Skip to main content


Ship that will build temporary pier in Gaza departs its US base

Critics of pier plan for aid delivery by sea demand Israel open land crossings as Gaza humanitarian crisis deteriorates.

A United States military ship carrying equipment to build a temporary pier off the coast of Gaza to deliver humanitarian supplies – and get around Israeli obstruction of aid operations as it continues pounding the Gaza Strip – has departed the US.

The General Frank S. Besson left its base in the US on Sunday, a little more than a day after US President Joe Biden’s announcement, “carrying the first equipment to establish a temporary pier to deliver vital humanitarian supplies”, the military’s Central Command (CENTCOM) said.

While the US ostensibly aims to alleviate the acute humanitarian crisis in Gaza, Biden continues to approve arms sales to Israel as it continues its assault.

Since the attack by Qassam Brigades and other Palestinian armed groups on Israeli civilians and communities on October 7, the US has approved 100 arms sales to Israel to carry out its retaliatory war in Gaza, which has killed more than 30,000 people – mostly women and children.

Just last month, the US was preparing to give Israel about 1,000 MK-82 500-pound (227kg) bombs and 1,000 KMU-572 Joint Direct Attack Munitions (JDAMs) that turn unguided ammunitions into precision-guided bombs.

The US has also bypassed Congressional approval twice to accelerate arms to Israel, even as Israel stands accused of possibly committing genocide in the International Court of Justice (ICJ).

Israel refuses to facilitate the delivery of vital food aid to starving Palestinians in Gaza and has been accused of shooting at people seeking aid. The solution offered by the US to this has been to plan a pier off the coast of Gaza.

“If the US was serious [about delivering aid], it would have pressured Israel into opening the land crossings and allowing aid and relief in as well as stopping the onslaught. We have not heard Biden call for a stopping of the war or even a ceasefire,” Mohammed al-Masri, from the Palestinian Center for Research and Strategic Studies, told Al Jazeera.

Biden said in his State of the Union speech on Thursday that he was directing the military to set up a pier off Gaza’s Mediterranean coast to receive ships carrying food, water, medicine and temporary shelters as Gaza has no functioning port infrastructure.

Construction of the pier and causeway connecting it to land will take as long as 60 days and require about 1,000 US troops, Pentagon Press Secretary Patrick Ryder said on Friday. The soldiers will remain offshore.

The announcement followed warnings from the United Nations of widespread famine among Gaza’s 2.3 million people five months after Israel launched its offensive.

The US plans to use Cyprus, which has offered a process to screen the cargo that would include Israeli officials, doing away with the need for security checks in Gaza.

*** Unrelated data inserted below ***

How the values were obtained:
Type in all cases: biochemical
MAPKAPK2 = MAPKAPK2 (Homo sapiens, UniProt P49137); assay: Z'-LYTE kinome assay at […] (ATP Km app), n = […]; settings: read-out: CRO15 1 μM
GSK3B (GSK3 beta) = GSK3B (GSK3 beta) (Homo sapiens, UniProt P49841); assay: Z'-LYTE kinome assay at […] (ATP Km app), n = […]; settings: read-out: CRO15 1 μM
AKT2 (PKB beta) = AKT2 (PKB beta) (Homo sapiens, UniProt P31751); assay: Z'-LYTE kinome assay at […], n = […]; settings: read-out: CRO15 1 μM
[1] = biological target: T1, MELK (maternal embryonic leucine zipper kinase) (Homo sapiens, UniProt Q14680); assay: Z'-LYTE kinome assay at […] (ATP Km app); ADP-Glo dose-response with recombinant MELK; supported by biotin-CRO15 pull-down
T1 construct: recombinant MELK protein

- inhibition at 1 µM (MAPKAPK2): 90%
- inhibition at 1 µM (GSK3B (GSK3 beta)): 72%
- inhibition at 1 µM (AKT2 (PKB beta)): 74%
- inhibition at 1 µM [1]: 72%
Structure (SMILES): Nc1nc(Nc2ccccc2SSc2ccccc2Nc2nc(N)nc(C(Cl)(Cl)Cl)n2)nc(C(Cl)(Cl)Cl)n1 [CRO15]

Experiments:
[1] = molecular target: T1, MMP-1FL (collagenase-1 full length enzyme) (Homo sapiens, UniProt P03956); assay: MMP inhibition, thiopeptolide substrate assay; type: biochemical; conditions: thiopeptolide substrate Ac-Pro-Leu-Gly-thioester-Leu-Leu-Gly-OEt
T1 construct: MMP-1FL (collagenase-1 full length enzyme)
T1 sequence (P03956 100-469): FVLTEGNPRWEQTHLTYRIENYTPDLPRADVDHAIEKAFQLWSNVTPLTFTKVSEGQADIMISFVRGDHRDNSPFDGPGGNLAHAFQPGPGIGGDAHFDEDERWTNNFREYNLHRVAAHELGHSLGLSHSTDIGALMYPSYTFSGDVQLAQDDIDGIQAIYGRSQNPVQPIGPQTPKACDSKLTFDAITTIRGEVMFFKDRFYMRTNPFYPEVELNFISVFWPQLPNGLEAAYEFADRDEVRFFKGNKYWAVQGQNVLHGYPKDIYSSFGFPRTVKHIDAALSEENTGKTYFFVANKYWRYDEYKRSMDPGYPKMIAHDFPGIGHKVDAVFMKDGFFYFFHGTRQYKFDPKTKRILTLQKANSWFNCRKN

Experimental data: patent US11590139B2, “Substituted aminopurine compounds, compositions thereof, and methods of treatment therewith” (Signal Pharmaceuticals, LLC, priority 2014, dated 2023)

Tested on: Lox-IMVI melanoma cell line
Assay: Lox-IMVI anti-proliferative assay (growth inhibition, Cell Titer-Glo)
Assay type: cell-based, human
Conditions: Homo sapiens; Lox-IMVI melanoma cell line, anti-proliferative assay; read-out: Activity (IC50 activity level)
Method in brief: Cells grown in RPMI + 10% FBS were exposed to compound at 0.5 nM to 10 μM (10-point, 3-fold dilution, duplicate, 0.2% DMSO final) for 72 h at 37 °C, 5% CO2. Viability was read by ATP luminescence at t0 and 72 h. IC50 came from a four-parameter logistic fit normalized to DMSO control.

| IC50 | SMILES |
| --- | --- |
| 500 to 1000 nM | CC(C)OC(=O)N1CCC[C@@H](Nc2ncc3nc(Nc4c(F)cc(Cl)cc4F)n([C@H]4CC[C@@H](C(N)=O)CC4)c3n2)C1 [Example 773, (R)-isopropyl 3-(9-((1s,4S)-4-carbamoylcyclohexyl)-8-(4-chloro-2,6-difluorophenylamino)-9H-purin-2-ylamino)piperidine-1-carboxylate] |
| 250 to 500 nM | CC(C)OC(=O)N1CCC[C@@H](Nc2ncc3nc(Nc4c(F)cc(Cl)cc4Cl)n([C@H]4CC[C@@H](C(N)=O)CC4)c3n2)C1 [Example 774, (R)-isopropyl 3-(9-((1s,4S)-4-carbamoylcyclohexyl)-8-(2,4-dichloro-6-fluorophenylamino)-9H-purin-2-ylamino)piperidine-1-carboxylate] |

“What is important for the Palestinians is that Biden pressures Israel, because he is a partner in the ongoing war. What prompted him to establish this port is his precarious situation among US voters and the opinion polls showing he is on shaky ground with minorities,” Al-Masri said.

Land crossings remain the best option

Separately, a ship carrying 200 tonnes of humanitarian aid for Gaza was preparing to leave Cyprus along a maritime corridor the European Union hopes will open by Sunday.

Sigrid Kaag, the UN senior humanitarian and reconstruction coordinator for Gaza, has said air and sea deliveries will not make up for a shortage of supply routes on land.

Avril Benoit, executive director of the US arm of the medical charity Doctors Without Borders (MSF), said the US plan is a “glaring distraction from the real problem: Israel’s indiscriminate and disproportionate military campaign and punishing siege”.

The existing land crossings are faster, safer and more economical than the maritime route or airdropping aid.

Aid groups estimate that at least 1,300 trucks of humanitarian relief supplies are needed daily in Gaza.

Israel has blamed the hunger crisis on UN agencies, saying they are failing to distribute supplies piling up at Gaza border crossings.

The UN Relief and Works Agency for Palestinian Refugees in the Near East (UNRWA), the largest UN agency in Gaza, says Israel restricts goods and imposes cumbersome inspections that slow entry.

Al-Masri said many questions remain regarding the establishment of the port.

“If Israel invades Rafah and the border crossing closes, will this port become an exit point for Palestinians? Who will provide security to the humanitarian aid being sent to the port, and who will carry out the actual distribution? Who will manage this large relief operation?” he asked.

Al-Masri noted that Israeli forces previously attacked police in Gaza when they tried to secure relief distribution. “And they will not allow the Palestinian Authority to have a role, so who will it be?”

Since 1967, Israel has exercised full control of Gaza’s coastline and territorial waters, blocking ships from reaching the Strip.

Since 2007, Israel has shut almost all of Gaza’s border crossings, and its port has been under Israeli naval blockade, making it the only seaport in the Mediterranean closed to shipping.

Source: Al Jazeera and news agencies

Leave a Reply